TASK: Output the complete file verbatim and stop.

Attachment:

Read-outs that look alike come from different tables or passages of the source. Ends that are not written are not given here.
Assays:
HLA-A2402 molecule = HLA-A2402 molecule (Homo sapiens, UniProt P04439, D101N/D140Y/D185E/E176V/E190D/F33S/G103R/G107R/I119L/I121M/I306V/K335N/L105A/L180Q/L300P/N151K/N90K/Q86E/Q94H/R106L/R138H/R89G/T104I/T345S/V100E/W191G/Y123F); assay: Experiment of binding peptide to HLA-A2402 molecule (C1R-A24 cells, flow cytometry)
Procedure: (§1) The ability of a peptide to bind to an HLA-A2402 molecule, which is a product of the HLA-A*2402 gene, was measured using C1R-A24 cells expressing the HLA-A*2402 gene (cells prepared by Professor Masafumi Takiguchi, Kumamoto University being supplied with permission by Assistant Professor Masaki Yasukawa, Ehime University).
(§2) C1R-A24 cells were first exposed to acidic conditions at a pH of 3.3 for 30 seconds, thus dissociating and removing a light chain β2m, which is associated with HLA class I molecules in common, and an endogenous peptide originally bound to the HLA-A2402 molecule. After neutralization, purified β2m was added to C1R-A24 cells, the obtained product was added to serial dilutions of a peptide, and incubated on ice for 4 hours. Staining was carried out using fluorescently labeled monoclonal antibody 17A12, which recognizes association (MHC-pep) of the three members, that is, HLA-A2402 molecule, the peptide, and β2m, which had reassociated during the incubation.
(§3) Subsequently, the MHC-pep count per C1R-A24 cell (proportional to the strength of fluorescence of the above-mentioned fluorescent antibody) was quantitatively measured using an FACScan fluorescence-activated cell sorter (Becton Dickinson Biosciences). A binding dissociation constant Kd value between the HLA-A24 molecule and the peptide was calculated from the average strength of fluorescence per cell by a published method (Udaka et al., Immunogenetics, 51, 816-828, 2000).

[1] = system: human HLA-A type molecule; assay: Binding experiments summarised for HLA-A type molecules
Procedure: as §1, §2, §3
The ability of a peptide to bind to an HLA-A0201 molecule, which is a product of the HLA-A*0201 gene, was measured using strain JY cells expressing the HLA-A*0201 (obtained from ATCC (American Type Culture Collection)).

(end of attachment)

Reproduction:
Read-outs that look alike come from different tables or passages of the source. Ends that are not written are not given here.
Assays:
HLA-A2402 molecule = HLA-A2402 molecule (Homo sapiens, UniProt P04439, D101N/D140Y/D185E/E176V/E190D/F33S/G103R/G107R/I119L/I121M/I306V/K335N/L105A/L180Q/L300P/N151K/N90K/Q86E/Q94H/R106L/R138H/R89G/T104I/T345S/V100E/W191G/Y123F); assay: Experiment of binding peptide to HLA-A2402 molecule (C1R-A24 cells, flow cytometry)
Procedure: (§1) The ability of a peptide to bind to an HLA-A2402 molecule, which is a product of the HLA-A*2402 gene, was measured using C1R-A24 cells expressing the HLA-A*2402 gene (cells prepared by Professor Masafumi Takiguchi, Kumamoto University being supplied with permission by Assistant Professor Masaki Yasukawa, Ehime University).
(§2) C1R-A24 cells were first exposed to acidic conditions at a pH of 3.3 for 30 seconds, thus dissociating and removing a light chain β2m, which is associated with HLA class I molecules in common, and an endogenous peptide originally bound to the HLA-A2402 molecule. After neutralization, purified β2m was added to C1R-A24 cells, the obtained product was added to serial dilutions of a peptide, and incubated on ice for 4 hours. Staining was carried out using fluorescently labeled monoclonal antibody 17A12, which recognizes association (MHC-pep) of the three members, that is, HLA-A2402 molecule, the peptide, and β2m, which had reassociated during the incubation.
(§3) Subsequently, the MHC-pep count per C1R-A24 cell (proportional to the strength of fluorescence of the above-mentioned fluorescent antibody) was quantitatively measured using an FACScan fluorescence-activated cell sorter (Becton Dickinson Biosciences). A binding dissociation constant Kd value between the HLA-A24 molecule and the peptide was calculated from the average strength of fluorescence per cell by a published method (Udaka et al., Immunogenetics, 51, 816-828, 2000).

[1] = system: human HLA-A type molecule; assay: Binding experiments summarised for HLA-A type molecules
Procedure: as §1, §2, §3
The ability of a peptide to bind to an HLA-A0201 molecule, which is a product of the HLA-A*0201 gene, was measured using strain JY cells expressing the HLA-A*0201 (obtained from ATCC (American Type Culture Collection)).